- “Hunger Games: The Ballad of Songbirds and Snakes” is expected to gross between $42 million and $55 million during its opening weekend.
- Each of the other four films in the Hunger Games series debuted with ticket sales in excess of $100 million at the domestic box office.
- The prequel to the $3 billion Hunger Games franchise, based on the 2020 novel of the same name by author Suzanne Collins, is a standalone film set about 60 years before Katniss Everdeen volunteered as a tribute.
Tom Blythe and Rachel Ziegler star as Coriolanus Snow and Lucy Graybird in Lionsgate’s “Hunger Games: The Ballad of Songbirds and Snakes.”
“It’s snowing up there.”
It’s the logo for the main character Coriolanus Snow in the upcoming “Hunger Games: The Ballad of Songbirds and Snakes” movie and the hope of its distributor Lionsgate.
The prequel to the $3 billion Hunger Games franchise, based on the 2020 novel of the same name by author Suzanne Collins, is a standalone film set about 60 years before Katniss Everdeen volunteered as a tribute. It will premiere in theaters this weekend.
“Ballad” is headed for a strong opening, likely to take in between $42 million and $55 million, according to box office analysts, as the first new entry in the Hunger Games saga since 2015.
“It’s an interesting situation for a Hunger Games prequel, because expectations are suddenly that it has a chance of opening on par with The Marvels, after the last film reached negative expectations,” Sean Robbins said. Senior Analyst at BoxOffice.com.
Disney and Marvel Studios’ The Marvels performed well below expectations when it debuted in theaters earlier this month. The film grossed $46.1 million domestically during its first weekend, the lowest in the history of the 30-plus film franchise. The film was initially scheduled to take in between $75 million and $80 million, but those expectations were cut to $60 million and $65 million ahead of its opening.
“There has always been a certain mystique surrounding the Hunger Games franchise,” said Paul Dergarabedian, senior media analyst at Comscore. “This latest installment looks to take the goodwill generated by the original films in the series and parlay that into what promises to be a stable $50 [million] “Plus the debut of this interesting and exciting origin story.”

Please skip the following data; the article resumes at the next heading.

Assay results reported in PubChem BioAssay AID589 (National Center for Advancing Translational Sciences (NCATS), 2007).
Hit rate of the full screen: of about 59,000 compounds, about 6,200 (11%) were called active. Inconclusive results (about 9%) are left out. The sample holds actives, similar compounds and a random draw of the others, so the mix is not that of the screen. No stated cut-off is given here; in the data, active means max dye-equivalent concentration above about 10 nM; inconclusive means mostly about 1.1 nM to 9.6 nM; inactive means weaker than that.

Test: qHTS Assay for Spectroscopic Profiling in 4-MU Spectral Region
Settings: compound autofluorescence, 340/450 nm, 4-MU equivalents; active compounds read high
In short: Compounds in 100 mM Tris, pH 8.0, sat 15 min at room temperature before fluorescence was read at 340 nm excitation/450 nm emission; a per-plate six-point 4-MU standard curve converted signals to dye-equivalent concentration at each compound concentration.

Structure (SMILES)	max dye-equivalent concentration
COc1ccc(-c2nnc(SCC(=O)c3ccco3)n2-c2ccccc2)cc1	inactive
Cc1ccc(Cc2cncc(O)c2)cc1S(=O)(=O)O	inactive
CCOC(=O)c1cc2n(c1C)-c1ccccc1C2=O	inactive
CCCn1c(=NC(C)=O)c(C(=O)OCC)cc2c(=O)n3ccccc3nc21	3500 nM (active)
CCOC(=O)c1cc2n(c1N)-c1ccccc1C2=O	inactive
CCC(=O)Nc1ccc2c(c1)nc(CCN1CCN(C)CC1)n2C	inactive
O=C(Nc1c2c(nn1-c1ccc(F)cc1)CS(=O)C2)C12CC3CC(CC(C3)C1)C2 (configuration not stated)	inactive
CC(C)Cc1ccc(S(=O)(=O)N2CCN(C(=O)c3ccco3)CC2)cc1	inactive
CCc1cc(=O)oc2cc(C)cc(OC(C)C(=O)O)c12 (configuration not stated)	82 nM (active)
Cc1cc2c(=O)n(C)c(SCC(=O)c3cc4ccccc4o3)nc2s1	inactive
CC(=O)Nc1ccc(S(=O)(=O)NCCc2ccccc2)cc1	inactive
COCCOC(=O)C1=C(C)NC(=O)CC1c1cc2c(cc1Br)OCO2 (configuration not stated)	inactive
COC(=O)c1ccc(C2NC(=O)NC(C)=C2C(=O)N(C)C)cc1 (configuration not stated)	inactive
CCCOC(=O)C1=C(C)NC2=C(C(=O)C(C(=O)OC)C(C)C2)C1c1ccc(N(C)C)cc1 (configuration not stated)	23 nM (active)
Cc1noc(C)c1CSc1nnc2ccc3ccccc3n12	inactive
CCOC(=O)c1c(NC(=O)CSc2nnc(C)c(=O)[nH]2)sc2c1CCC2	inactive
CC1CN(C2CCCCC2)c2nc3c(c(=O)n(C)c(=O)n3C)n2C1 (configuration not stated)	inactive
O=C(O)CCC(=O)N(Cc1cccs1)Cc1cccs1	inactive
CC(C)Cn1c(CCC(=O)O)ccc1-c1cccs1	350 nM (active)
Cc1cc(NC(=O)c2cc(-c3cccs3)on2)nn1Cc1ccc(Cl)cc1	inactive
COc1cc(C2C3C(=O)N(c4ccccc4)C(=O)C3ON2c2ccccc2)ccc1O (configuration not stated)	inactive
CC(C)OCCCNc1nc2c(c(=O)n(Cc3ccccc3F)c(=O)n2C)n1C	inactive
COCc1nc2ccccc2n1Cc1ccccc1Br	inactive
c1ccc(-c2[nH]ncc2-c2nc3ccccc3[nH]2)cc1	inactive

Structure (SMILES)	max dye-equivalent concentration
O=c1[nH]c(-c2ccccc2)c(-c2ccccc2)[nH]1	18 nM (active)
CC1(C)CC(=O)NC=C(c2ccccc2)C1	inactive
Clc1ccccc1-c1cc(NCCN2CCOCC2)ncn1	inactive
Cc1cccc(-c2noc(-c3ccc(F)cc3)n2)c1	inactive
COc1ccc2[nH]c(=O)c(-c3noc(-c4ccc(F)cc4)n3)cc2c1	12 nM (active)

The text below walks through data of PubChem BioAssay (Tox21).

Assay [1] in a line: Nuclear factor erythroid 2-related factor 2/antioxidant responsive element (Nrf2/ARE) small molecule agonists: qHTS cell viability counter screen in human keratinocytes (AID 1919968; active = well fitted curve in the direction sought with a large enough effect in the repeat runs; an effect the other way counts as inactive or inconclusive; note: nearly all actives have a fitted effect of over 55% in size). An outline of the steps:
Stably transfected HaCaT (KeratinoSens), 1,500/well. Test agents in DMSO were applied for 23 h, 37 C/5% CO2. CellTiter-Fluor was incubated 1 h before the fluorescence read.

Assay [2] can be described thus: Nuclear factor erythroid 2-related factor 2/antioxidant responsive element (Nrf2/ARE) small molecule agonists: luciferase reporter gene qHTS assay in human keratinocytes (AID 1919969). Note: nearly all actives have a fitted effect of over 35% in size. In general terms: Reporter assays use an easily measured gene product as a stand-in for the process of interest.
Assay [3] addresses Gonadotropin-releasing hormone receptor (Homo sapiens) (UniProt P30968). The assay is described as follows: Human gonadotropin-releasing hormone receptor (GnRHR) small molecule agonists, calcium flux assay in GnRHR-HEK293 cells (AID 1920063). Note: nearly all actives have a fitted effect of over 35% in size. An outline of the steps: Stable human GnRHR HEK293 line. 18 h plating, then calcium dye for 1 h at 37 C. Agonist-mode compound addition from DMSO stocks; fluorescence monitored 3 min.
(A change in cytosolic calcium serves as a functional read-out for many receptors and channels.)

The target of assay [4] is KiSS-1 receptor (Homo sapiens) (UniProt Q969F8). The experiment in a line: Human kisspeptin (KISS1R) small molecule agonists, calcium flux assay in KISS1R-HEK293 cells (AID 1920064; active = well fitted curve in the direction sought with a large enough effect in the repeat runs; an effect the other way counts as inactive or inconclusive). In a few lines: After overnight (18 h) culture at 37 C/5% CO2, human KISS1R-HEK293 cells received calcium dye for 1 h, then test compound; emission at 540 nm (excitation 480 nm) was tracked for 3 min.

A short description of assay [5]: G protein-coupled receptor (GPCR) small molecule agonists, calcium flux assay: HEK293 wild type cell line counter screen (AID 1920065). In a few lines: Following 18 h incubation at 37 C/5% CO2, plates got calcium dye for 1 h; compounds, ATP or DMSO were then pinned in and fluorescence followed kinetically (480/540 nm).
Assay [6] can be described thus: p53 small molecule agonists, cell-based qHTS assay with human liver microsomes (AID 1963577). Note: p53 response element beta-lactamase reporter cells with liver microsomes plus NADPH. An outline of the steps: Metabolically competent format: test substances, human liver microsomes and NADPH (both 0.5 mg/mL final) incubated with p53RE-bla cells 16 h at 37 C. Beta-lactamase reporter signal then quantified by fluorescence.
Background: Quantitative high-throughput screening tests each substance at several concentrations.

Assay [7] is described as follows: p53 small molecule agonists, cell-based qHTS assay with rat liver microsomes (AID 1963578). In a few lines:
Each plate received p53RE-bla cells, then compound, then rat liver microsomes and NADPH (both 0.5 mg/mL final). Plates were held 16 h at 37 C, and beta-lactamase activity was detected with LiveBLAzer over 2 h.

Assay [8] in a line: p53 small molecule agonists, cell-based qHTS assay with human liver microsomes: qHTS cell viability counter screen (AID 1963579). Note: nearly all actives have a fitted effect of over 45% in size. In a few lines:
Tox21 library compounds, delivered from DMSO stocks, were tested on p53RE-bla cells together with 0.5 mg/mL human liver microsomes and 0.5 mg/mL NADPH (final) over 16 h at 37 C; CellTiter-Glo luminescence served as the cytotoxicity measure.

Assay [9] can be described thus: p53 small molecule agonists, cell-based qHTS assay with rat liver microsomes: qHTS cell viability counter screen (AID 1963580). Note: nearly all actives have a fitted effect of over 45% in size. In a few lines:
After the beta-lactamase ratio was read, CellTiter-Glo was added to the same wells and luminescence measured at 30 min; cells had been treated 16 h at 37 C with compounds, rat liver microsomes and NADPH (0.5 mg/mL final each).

The film revolves around the young Coriolanus Snow, a man destined to become the president of Panem, the fictional nation based on the continental United States. It highlights what led to his rise to become the despotic ruler featured in later Hunger Games stories.
While box office analysts view the film’s $50 million opening as a positive — given the recent writer and actor strikes in Hollywood and the change in consumers’ movie-going habits — “Ballad” will open at a much lower price than its predecessors. Each of the other four films in the Hunger Games series debuted with ticket sales in excess of $100 million at the domestic box office.
The Hunger Games franchise opens this weekend
- “The Hunger Games” (2012) – $152.5 million
- “The Hunger Games: Catching Fire” (2013) – $158 million
- “The Hunger Games: Mockingjay Part 1” (2014) – $121.9 million
- “The Hunger Games: Mockingjay Part 2” (2015) – $102.6 million
There are some concerns from box office analysts about whether “Ballad” will be able to recapture the audience interest shown nearly a decade ago in the previous installments.
“We’re talking about a prequel that doesn’t have the star power that its predecessors had with Jennifer Lawrence,” Robbins said. “The fan base is a little older now; [young adult] “This genre has been past the peak of its popularity for more than a decade.”
Robbins said that Prequels are generally a challenge to market outside of their core fan base.
“The biggest variable here is what portion of today’s young female audience this new Hunger Games story with a completely new cast can bring in,” he said.
So far, the movie has Score of 61% on review aggregator Rotten Tomatoes From 90 reviews, with critics emphasizing that the great cast and exciting story make the film a worthwhile return to the Hunger Games universe. But some found the film’s pacing too rushed. The screenplay is almost identical to Collins’ novel, which contains more than 500 pages.
The film is also an independent film, and there is no promise of a future installment. The film’s producers have said they do not plan to return to Panem unless Collins writes another book.
However, “Ballad” arrives in theaters at a critical time for Lionsgate — with the company preparing to split from Starz and on the heels of its recent acquisition of Entertainment One from Hasbro — and at the box office. It opens only on top of Disney’s animated film “Wish” and AppleTV+’s “Napoleon,” which is scheduled to premiere next week on Thanksgiving.
“It’s an action-packed weekend that theaters and studios certainly need after another feast-or-famine fall season plagued by release delays and industry strikes, both of which will still be felt through the holiday season,” Robbins said.
Disclosure: Comcast is the parent company of NBCUniversal and CNBC. NBCUniversal has Rotten Tomatoes.
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